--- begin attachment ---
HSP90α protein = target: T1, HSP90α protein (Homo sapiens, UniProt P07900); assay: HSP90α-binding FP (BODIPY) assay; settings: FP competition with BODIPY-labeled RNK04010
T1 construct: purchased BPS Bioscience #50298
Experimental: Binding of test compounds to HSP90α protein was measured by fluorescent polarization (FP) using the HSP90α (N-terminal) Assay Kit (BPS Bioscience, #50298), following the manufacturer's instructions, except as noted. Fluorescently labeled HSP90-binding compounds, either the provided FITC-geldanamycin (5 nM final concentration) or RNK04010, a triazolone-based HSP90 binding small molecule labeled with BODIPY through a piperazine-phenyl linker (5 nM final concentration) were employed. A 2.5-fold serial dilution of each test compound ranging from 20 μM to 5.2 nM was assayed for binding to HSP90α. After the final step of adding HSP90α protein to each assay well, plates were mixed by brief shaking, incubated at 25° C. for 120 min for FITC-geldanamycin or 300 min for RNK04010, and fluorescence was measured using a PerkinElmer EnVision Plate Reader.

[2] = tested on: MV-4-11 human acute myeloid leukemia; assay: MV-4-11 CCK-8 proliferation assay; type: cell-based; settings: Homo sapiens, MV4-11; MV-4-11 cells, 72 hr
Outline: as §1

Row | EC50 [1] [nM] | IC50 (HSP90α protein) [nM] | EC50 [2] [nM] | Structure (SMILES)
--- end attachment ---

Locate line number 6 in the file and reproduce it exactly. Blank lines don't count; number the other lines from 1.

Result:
Row | EC50 [1] [nM] | IC50 (HSP90α protein) [nM] | EC50 [2] [nM] | Structure (SMILES)